|Publication number||US5492017 A|
|Application number||US 08/196,677|
|Publication date||Feb 20, 1996|
|Filing date||Feb 14, 1994|
|Priority date||Feb 14, 1994|
|Publication number||08196677, 196677, US 5492017 A, US 5492017A, US-A-5492017, US5492017 A, US5492017A|
|Inventors||Charles E. Jennings, Hubert Brandle, Norman Brammer|
|Original Assignee||Abb Vetco Gray Inc.|
|Export Citation||BiBTeX, EndNote, RefMan|
|Patent Citations (16), Non-Patent Citations (13), Referenced by (21), Classifications (17), Legal Events (6)|
|External Links: USPTO, USPTO Assignment, Espacenet|
1. Field of the Invention
This invention relates in general to pressure transducers for sensing pressure within tubular members, and in particular to a method and apparatus for inductively sensing pressure within a subsea wellhead housing.
2. Description of the Prior Art
Prior Art pressure transducers have been used for monitoring fluid pressures within tubular members, such as subsea wellhead housings. Typically, pressure within tubular members have been monitored by coupling a prior art pressure transducer to a port passing into the interior of the tubular member. Another prior art means has been to secure resistive strain gauges to the exterior of tubular members for monitoring pressure therein.
For oil field applications, a need exists to periodically monitor the pressure in certain tubular members in well installations, both on land and at sea. For example, in one type of well, an outer wellhead housing will enclose an inner wellhead housing. The inner wellhead housing directly supports casing, tubing and the like which are subject to high pressure. The annulus surrounding the casing is normally not under any pressure. The annulus surrounding the casing communicates with a lower portion of the interior of the inner wellhead housing. In the event of leakage in this casing, the inner wellhead housing would be subject to pressure.
Checking the pressure in the inner wellhead housing would indicate whether or not any casing leakage has occurred. In the prior art, this is not done because installing a pressure sensor would require drilling a hole through the sidewall of the inner wellhead housing for receipt of one of the above-mentioned typical pressure transducers. However, because of the possibility of leakage, operators prefer to avoid drilling holes through the sidewall of wellhead housings. Further, because of the harsh and corrosive environments often encountered in petroleum well installations, prior art resistive strain gauges may not adequately perform over the service life of a wellhead housing.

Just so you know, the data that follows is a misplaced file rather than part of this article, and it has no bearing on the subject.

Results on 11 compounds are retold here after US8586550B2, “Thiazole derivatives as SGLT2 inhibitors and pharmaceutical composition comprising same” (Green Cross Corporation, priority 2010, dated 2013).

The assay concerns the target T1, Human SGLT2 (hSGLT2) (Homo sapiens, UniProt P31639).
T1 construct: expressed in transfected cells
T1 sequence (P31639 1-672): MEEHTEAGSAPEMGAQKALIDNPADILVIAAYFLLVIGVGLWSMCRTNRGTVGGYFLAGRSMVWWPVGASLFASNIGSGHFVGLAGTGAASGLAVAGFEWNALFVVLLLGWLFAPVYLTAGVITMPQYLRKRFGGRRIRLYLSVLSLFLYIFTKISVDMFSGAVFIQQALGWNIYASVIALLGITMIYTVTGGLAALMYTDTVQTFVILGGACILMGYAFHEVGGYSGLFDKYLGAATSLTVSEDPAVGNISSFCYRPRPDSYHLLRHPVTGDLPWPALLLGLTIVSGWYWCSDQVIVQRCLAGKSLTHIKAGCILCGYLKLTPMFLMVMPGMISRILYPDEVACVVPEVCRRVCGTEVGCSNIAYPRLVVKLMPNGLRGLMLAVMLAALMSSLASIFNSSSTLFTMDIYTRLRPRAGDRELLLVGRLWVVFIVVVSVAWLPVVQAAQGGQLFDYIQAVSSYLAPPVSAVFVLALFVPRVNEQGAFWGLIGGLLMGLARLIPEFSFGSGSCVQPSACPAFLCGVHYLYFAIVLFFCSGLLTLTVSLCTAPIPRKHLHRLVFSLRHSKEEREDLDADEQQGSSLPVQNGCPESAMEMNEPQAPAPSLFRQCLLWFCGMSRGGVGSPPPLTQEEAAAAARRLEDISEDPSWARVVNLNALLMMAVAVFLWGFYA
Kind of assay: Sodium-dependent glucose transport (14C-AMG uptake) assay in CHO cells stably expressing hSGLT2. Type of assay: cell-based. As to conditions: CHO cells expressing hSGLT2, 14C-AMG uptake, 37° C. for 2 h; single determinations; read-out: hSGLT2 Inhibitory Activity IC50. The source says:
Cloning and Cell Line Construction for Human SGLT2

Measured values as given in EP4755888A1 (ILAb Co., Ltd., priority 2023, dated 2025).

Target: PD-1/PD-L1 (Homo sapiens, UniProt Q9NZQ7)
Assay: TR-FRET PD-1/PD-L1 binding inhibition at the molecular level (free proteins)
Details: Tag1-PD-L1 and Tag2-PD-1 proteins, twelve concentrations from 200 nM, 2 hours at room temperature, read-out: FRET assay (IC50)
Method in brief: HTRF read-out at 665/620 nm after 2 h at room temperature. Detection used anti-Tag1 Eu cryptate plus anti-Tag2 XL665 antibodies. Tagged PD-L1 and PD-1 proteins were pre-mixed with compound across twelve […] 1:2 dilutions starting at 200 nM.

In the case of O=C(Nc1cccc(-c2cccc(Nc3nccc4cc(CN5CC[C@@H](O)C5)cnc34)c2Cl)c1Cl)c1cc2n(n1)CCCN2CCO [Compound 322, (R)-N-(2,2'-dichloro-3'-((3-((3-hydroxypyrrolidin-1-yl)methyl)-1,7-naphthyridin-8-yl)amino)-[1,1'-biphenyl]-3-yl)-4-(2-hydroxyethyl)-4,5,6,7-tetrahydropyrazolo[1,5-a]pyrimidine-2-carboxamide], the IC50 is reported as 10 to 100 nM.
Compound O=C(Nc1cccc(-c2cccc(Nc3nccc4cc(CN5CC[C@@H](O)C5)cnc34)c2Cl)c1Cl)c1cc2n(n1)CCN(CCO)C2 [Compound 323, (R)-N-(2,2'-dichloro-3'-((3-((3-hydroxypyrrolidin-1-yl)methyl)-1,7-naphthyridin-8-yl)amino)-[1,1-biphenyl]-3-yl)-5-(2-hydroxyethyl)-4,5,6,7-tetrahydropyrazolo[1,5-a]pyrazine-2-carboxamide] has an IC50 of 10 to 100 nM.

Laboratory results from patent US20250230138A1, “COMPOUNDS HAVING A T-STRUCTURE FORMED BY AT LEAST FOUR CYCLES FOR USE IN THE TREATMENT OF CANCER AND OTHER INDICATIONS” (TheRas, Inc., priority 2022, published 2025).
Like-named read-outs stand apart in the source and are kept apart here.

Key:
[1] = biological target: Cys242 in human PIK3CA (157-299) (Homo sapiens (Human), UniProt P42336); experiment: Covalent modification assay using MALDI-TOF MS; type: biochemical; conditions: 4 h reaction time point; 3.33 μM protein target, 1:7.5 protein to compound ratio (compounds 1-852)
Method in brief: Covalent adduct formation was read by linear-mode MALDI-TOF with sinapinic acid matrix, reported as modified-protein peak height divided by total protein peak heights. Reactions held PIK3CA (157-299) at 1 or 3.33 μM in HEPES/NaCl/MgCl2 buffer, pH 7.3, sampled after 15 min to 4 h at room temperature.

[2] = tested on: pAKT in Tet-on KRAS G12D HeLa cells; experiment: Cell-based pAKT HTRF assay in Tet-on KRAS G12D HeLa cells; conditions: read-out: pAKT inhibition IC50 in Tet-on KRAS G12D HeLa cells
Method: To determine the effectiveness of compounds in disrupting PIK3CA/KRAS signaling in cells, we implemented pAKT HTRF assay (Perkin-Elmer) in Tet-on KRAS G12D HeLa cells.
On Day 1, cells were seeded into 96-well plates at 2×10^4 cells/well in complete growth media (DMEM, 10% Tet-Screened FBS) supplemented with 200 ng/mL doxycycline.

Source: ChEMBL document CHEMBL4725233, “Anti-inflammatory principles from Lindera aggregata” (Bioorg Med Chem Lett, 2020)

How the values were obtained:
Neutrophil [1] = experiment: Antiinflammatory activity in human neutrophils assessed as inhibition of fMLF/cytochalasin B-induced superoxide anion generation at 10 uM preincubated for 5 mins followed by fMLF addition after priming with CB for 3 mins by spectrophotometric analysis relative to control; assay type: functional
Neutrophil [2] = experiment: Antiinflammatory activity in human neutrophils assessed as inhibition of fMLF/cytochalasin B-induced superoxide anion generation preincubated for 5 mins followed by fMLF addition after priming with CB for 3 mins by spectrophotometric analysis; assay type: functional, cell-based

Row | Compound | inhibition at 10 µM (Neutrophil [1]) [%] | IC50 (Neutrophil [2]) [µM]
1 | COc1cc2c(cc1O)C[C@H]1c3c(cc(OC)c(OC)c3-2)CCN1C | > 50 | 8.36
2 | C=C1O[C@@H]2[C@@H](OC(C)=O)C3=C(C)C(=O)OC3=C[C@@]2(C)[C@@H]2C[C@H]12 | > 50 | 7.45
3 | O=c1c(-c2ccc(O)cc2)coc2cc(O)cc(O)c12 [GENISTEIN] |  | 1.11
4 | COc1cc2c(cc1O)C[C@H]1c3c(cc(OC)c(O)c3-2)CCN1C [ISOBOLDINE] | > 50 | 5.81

In the present invention, fluid pressure within a tubular member is monitored by an inductive coupling means. The inductive coupling means receives electrical power and generates a magnetic field which passes magnetic energy to the tubular member. A detector means senses a net energy transferred from the inductive coupling and generates an output signal which indicates the net energy transferred. A transmission means transmits a data signal to a processing unit in response to the output signal, where the data signal is processed to determine the fluid pressure within the tubular member.
In the preferred embodiment of the present invention, pressure is monitored within a subsea wellhead housing. An inductive coupling means is provided by an oscillator which passes an alternating current into an inductor coil to generate the magnetic field. The magnetic field magnetically couples the inductor coil to the wellhead housing for passing energy therebetween. The detector circuit then senses the amplitude of the alternating current which the oscillator passes through the inductor coil and generates an output signal in response to the measured amplitude. The amplitude of the alternating current passing within the inductor coil varies in response to the combined impedance of the inductor coil and magnetically coupled loads, such as the load from magnetic energy transferred to the wellhead housing from inducing eddy currents in the wellhead housing. The energy load absorbed by the wellhead housing is dependent upon electromagnetic properties of the material from which the wellhead housing is formed, which vary with the stress induced in the wellhead housing in response to fluid pressure therein.
The novel features believed characteristic of the invention are set forth in the appended claims. The invention itself however, as well as a preferred mode of use, further objects and advantages thereof, will best be understood by reference to the following detailed description of an illustrative embodiment when read in conjunction with the accompanying drawings, wherein:
FIG. 1 is a fragmentary quarter sectional view of a wellhead housing, which shows a pressure sensing assembly of the present invention secured to the wellhead housing;
FIG. 2 is a sectional view depicting the inductive coupling assembly of the present invention;
FIG. 3 is a schematic diagram depicting more details of the pressure sensing assembly of the present invention;
FIG. 4 is a one quarter longitudinal section view of a wellhead assembly which depicts an alternative embodiment of the present invention;
FIG. 5 is a partial sectional view taken along Section Lines A--A of FIG. 4; and
FIG. 6 is a schematic diagram depicting a record/playback circuit of a second alternative embodiment of the present invention.